Expert creates new evidence-based guideline for managing sickle cell disease

Expert creates new evidence-based guideline for managing sickle cell disease

An expert panel has created a new evidence-based guideline for managing sickle cell disease (SCD), with a strong recommendation for the use of the drug hydroxyurea and transfusion therapy for many individuals with SCD, although high-quality evidence is limited, with few randomized clinical trials conducted for this disease, according to an article in the September 10 issue of JAMA. [More]
Researchers aim to safely and quickly suppress food allergies in human

Researchers aim to safely and quickly suppress food allergies in human

In mice, the answer appears to be "yes," but making sure the same can happen in humans is a task that Fred Finkelman, MD, professor of medicine and pediatrics in the University of Cincinnati's (UC) College of Medicine and a researcher at Cincinnati Children's Hospital Medical Center, is attempting to tackle. [More]
People with food allergies have to watch what their fruits and vegetables eat

People with food allergies have to watch what their fruits and vegetables eat

People with food allergies always have to watch what they eat. Now, they may have to watch what their fruits and vegetables eat, as it seems it's possible to have an allergic reaction to antibiotic residues in food. [More]
Study reveals stem cell therapy as a new potential avenue of treatment for stroke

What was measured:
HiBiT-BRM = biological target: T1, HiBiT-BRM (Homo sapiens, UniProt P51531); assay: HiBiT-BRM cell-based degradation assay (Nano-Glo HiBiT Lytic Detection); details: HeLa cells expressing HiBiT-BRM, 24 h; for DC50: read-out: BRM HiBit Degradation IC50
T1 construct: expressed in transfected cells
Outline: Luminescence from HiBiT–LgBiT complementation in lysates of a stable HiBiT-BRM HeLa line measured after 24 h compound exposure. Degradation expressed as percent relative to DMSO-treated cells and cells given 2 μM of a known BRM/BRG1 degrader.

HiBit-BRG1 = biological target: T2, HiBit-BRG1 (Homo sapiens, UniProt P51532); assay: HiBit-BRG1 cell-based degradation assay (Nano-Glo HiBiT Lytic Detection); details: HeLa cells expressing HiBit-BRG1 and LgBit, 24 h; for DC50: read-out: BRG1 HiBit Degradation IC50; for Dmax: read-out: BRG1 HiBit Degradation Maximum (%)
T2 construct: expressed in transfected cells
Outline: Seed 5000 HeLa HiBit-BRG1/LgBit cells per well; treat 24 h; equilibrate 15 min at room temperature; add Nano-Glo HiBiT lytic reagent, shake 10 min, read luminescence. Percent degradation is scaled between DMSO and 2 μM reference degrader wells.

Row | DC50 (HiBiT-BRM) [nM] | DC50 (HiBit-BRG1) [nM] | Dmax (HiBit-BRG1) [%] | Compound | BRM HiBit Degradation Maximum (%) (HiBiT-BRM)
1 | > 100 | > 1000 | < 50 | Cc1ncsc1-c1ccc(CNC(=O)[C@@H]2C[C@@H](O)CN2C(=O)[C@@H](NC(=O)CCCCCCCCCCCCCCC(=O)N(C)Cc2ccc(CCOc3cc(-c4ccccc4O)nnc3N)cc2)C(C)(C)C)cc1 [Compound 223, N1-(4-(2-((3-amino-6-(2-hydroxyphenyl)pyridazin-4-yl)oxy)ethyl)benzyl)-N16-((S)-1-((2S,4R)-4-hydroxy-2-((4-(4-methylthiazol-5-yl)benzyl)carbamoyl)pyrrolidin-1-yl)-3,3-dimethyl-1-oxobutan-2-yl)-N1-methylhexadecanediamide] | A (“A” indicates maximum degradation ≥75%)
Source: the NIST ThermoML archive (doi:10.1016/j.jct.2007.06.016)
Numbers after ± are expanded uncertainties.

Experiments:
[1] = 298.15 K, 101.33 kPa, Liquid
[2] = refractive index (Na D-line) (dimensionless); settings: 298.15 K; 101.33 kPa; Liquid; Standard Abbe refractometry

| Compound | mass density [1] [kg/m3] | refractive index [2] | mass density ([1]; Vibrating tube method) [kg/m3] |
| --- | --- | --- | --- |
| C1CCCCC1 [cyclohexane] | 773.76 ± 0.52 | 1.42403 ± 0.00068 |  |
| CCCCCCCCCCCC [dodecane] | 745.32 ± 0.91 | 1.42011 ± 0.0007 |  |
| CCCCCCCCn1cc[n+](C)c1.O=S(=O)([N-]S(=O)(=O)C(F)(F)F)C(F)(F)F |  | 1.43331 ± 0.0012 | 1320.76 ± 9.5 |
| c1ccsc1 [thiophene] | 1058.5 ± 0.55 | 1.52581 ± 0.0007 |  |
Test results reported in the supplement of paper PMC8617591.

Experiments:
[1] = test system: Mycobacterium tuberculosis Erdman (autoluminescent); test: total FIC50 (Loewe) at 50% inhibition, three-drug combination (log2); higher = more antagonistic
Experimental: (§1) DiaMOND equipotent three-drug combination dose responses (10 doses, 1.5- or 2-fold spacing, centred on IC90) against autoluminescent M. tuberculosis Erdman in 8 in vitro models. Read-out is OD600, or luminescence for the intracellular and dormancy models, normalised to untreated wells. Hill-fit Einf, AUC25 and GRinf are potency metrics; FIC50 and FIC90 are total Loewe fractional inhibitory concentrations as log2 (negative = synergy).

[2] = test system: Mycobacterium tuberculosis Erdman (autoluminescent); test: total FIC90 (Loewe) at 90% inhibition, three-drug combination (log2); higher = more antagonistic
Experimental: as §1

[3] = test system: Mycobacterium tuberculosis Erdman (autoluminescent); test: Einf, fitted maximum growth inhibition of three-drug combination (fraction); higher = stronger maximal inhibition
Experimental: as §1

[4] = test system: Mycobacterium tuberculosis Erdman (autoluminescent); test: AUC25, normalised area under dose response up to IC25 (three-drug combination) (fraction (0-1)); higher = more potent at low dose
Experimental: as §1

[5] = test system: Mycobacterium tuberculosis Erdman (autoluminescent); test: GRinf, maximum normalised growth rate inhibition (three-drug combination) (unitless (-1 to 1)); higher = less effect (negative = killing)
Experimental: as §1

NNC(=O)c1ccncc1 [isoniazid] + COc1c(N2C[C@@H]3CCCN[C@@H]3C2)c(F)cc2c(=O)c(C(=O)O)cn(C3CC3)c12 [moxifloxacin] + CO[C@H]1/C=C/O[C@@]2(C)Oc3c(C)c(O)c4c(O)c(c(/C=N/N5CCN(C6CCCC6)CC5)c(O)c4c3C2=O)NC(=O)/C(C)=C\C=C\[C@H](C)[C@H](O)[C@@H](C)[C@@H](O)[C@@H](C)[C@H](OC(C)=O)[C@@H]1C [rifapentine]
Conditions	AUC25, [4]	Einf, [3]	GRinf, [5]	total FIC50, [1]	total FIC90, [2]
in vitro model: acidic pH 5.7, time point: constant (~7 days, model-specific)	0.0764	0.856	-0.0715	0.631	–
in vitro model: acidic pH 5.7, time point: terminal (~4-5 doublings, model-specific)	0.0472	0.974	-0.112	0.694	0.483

Study reveals stem cell therapy as a new potential avenue of treatment for stroke

A stroke therapy using stem cells extracted from patients' bone marrow has shown promising results in the first trial of its kind in humans. [More]
Researchers use safer method to stimulate ovulation in women undergoing IVF treatment

Researchers use safer method to stimulate ovulation in women undergoing IVF treatment

Researchers have successfully used a new and potentially safer method to stimulate ovulation in women undergoing IVF treatment. [More]
Study shows how psychedelic drug alters brain activity to produce unusual psychological effects

Study shows how psychedelic drug alters brain activity to produce unusual psychological effects

New research shows that our brain displays a similar pattern of activity during dreams as it does during a mind-expanding drug trip. [More]
UK's TSB provides £347,000 for project to optimise gene library assembly technology

UK's TSB provides £347,000 for project to optimise gene library assembly technology

Today, Monday 30th June, 2014, Isogenica, Cambridge UK and Imperial College London secure funding from the Technology Strategy Board (TSB), the UK's innovation agency, for a £347,000 project to optimise a gene library assembly technology for potential use in synthetic biology. [More]
Modified mosquitoes produce sperm that only creates males

Modified mosquitoes produce sperm that only creates males

Scientists have modified mosquitoes to produce sperm that will only create males, pioneering a fresh approach to eradicating malaria. [More]